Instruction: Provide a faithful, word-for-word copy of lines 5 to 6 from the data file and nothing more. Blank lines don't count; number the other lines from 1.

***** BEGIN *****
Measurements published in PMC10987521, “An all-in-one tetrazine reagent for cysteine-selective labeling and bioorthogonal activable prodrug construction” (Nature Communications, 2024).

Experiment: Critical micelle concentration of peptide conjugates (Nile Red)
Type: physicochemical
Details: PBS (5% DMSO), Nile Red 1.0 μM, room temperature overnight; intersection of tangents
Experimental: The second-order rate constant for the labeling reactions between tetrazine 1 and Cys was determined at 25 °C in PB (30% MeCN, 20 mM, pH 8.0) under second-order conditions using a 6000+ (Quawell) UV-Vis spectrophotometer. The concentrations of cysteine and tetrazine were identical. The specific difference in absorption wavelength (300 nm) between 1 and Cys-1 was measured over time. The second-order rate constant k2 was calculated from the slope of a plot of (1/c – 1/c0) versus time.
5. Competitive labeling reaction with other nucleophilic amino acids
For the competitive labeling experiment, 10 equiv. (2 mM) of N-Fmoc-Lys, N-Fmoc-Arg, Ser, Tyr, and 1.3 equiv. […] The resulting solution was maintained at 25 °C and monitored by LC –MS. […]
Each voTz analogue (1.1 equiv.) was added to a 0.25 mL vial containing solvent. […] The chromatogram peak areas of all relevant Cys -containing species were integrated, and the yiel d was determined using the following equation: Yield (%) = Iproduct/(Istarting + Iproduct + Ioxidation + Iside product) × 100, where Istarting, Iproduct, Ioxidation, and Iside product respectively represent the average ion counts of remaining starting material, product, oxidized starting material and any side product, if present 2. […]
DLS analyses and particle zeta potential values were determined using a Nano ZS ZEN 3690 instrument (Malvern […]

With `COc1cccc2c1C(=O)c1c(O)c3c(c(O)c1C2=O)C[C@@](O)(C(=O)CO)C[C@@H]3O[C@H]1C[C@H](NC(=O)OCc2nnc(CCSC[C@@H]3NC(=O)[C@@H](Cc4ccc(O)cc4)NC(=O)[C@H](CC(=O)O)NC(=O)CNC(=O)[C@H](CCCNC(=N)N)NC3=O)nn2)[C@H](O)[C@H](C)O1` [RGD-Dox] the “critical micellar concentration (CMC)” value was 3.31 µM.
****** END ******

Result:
Experimental: The second-order rate constant for the labeling reactions between tetrazine 1 and Cys was determined at 25 °C in PB (30% MeCN, 20 mM, pH 8.0) under second-order conditions using a 6000+ (Quawell) UV-Vis spectrophotometer. The concentrations of cysteine and tetrazine were identical. The specific difference in absorption wavelength (300 nm) between 1 and Cys-1 was measured over time. The second-order rate constant k2 was calculated from the slope of a plot of (1/c – 1/c0) versus time.
5. Competitive labeling reaction with other nucleophilic amino acids